‘We should have been regular workers now’ | Contractuals’ strike challenges labor dept’s DO174

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“This is a test case for the Duterte administration to bare its resolve in ending contractualization through strong intervention.”

By MARYA SALAMAT
Bulatlat.com

MANILA – As the Duterte administration released a new Department of Labor and Employment order regulating contractualization on March 16, some long-time contractual workers who were anticipating their regularization in a Korean-owned fruit corporation in Mindanao’s Compostela Valley found to their dismay that they were being terminated instead.

On April 6, they launched a strike to demand not just their old jobs back but also their regularization under their actual employer, the Korean-owned Shin Sun Tropical Fruit Corp.

Shin Sun banana workers
Terminated banana workers building a picketline at the gate of Shin Sun Tropical Fruit Corp. in Compostela Valley (Photo grabbed from Carl Anthony Olalo’s Facebook post)

Fifty-three workers of Shin Sun in San Miguel, Compostela, Compostela Valley have worked from two to seven years in the company. After six months of continuous work they should have been regular on the job as per the Labor Code, but they were contractual workers of labor agency ECQ Serve Human Resources. It is one of the many labor agencies used by companies in the banana industry in Mindanao to fill in their labor requirements, the Kilusang Mayo Uno in Southern Mindanao said in a statement.

After the banana workers in Shin Sun Tropical Fruit Corp. succeeded in forming a union, they pushed the labor department to inspect their workplaces and the illegal contractualization happening there. Following the inspection, the labor department declared that indeed, ECQ Serve Human Resources was engaged in the prohibited Labor-only Contracting (LOC). As per the law, this means the affected workers are regular workers and their actual employer is Shin Sun.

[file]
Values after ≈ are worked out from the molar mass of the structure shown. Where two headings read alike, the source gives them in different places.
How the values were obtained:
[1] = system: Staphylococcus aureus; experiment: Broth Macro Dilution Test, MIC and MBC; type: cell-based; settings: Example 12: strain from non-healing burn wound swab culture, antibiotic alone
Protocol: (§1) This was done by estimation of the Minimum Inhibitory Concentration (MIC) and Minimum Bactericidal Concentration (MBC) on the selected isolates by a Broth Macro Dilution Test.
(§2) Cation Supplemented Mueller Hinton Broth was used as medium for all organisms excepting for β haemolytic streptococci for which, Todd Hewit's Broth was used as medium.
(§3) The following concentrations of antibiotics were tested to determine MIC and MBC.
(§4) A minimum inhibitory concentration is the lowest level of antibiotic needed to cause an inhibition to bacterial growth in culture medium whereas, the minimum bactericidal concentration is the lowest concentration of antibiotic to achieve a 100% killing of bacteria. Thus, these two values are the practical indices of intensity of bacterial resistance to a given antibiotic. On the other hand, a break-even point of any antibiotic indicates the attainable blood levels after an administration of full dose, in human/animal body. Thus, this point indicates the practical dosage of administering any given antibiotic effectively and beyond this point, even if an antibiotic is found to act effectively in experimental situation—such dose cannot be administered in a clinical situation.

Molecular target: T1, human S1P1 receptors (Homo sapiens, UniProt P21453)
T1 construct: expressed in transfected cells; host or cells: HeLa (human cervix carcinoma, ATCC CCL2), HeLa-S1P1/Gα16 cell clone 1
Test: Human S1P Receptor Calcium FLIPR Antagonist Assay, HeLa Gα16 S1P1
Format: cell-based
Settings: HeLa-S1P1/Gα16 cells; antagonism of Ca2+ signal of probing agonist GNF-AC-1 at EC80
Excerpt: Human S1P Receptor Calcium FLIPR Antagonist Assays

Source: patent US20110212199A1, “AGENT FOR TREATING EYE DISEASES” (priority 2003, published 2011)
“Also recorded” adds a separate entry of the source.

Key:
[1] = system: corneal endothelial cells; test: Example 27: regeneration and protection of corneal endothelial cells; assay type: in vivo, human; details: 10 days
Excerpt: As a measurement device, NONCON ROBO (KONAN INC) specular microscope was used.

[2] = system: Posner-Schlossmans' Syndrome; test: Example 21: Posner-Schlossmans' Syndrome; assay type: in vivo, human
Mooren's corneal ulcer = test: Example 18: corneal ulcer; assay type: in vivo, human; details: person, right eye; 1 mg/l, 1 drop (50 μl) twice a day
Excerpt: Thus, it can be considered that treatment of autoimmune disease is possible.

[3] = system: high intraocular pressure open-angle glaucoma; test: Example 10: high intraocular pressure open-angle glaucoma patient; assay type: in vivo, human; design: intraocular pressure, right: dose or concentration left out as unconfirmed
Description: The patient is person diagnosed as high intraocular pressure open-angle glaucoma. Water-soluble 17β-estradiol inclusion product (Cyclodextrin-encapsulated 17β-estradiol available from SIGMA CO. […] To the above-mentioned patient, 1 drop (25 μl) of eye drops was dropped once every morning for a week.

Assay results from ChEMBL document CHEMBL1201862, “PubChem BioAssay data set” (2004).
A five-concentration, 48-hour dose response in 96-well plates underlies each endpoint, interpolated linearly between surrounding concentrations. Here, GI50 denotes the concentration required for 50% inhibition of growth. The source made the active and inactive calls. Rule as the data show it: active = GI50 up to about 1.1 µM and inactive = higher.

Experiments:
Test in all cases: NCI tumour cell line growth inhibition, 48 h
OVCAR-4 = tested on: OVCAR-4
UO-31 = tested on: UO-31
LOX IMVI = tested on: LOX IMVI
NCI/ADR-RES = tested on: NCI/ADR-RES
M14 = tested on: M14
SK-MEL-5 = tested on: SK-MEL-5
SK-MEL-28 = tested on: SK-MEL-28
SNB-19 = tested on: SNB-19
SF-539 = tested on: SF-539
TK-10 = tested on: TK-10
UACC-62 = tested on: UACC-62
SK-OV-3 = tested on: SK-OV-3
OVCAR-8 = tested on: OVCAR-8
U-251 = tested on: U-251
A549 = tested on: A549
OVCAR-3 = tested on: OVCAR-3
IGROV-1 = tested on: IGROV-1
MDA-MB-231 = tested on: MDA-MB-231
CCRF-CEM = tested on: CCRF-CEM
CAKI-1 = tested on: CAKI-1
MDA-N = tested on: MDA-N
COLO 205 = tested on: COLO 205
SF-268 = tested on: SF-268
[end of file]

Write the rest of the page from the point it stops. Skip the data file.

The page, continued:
Based on the Labor Code, if a company hires a labor-only contractor, the company (principal) will be considered the employer of the employees of the contractor.

The Duterte administration made much of its promise to end contractualization including the likes of the case of the banana workers in Mindanao. Labor Secretary Silvestre Bello III conferred first with employers’ groups and held dialogues and summits with labor leaders, offered drafts and reworked it to craft the Duterte administration’s new contractualization policy. On March 16, it issued its final version, the Department Order 174, a supposed response in line with Duterte’s campaign promises. Similar to past contractualization policies, it affirms the ban on labor-only contracting.

But what can this ban really do for long time contractuals especially those who have succeeded in exposing an actual practice of illegal contractualization? This is what the strike of banana workers in Shin Sun wanted to test and see.

Southern Mindanao workers protesting contractualization during a Bonifacio Day rally (Nov 30, 2016 photo by Sheena Duazo)
Southern Mindanao workers protesting contractualization during a Bonifacio Day rally (Nov 30, 2016 photo by Sheena Duazo)

As per DO 174 the workers under ECQ labor agency should have been declared as employees of Shin Sun. According to Carl Anthony Olalo, secretary general of KMU Southern Mindanao, the Shin Sun workers’ strike is the first strike launched in the region following the release of the much-hyped Department Order 174 which promised to end labor-only contracting.

“This is a test case for the Duterte administration to bare its resolve in ending contractualization through strong intervention,” said Olalo.

Shin Sun dismissed 80 including the 53 unionized workers on March 16, then hired contractuals under another labor agency, Human Pros Manpower Agency. South Korea was the third biggest buyer of Philippine bananas. In 2015 it bought around 12 percent of the country’s total banana exports, consuming $51.6 million worth of bananas from the Philippines. ()

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